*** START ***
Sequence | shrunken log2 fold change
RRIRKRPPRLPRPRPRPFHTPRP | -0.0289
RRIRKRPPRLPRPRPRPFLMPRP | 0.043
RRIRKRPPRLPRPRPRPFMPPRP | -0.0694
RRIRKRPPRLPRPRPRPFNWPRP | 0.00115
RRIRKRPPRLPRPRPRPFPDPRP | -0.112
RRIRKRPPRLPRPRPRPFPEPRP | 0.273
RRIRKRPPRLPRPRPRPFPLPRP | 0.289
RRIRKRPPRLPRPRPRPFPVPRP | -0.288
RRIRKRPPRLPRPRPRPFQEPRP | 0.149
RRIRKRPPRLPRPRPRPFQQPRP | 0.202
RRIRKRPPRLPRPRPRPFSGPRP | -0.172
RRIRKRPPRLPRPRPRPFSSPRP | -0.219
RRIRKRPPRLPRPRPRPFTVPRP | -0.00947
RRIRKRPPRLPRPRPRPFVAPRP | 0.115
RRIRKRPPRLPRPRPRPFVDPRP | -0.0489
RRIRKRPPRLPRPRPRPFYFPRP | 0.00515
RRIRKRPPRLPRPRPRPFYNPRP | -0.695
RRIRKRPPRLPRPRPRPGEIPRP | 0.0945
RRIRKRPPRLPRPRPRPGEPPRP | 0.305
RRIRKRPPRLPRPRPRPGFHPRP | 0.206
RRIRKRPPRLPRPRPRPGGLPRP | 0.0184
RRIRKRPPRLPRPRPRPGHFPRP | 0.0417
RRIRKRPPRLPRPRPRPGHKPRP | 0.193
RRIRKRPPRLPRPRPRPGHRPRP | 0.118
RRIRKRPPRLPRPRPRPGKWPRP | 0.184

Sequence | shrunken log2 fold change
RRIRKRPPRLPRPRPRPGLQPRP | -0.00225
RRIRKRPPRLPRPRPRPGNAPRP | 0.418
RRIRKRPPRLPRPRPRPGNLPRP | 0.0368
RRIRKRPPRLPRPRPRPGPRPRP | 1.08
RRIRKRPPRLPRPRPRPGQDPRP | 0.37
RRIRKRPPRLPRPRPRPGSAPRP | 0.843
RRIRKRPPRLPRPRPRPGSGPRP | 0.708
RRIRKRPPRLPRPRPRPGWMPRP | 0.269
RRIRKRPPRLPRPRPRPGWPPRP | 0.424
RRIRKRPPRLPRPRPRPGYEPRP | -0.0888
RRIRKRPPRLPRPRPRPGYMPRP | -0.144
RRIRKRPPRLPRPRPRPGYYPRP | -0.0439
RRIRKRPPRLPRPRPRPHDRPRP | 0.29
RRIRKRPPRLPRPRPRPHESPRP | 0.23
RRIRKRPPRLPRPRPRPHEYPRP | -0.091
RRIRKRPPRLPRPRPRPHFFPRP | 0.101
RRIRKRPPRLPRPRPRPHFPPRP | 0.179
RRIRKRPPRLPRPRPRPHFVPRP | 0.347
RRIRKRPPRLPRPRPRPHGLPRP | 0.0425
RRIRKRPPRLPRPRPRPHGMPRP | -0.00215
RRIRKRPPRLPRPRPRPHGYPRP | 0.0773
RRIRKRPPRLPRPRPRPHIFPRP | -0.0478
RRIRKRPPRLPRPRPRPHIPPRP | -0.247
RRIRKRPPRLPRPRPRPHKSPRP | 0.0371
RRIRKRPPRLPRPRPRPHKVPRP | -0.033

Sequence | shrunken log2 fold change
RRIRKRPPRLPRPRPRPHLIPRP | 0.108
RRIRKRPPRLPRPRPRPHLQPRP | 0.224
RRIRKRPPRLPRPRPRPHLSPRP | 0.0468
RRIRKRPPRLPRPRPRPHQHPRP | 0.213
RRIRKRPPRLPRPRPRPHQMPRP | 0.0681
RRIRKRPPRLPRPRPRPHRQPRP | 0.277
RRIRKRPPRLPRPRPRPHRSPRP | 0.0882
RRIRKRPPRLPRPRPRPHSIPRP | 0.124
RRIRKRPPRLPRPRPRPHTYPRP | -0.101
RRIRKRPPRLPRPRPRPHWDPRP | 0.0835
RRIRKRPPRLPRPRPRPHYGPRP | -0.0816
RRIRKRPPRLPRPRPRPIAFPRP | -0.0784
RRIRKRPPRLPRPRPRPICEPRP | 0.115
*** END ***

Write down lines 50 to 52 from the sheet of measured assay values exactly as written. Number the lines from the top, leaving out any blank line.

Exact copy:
RRIRKRPPRLPRPRPRPHIPPRP | -0.247
RRIRKRPPRLPRPRPRPHKSPRP | 0.0371
RRIRKRPPRLPRPRPRPHKVPRP | -0.033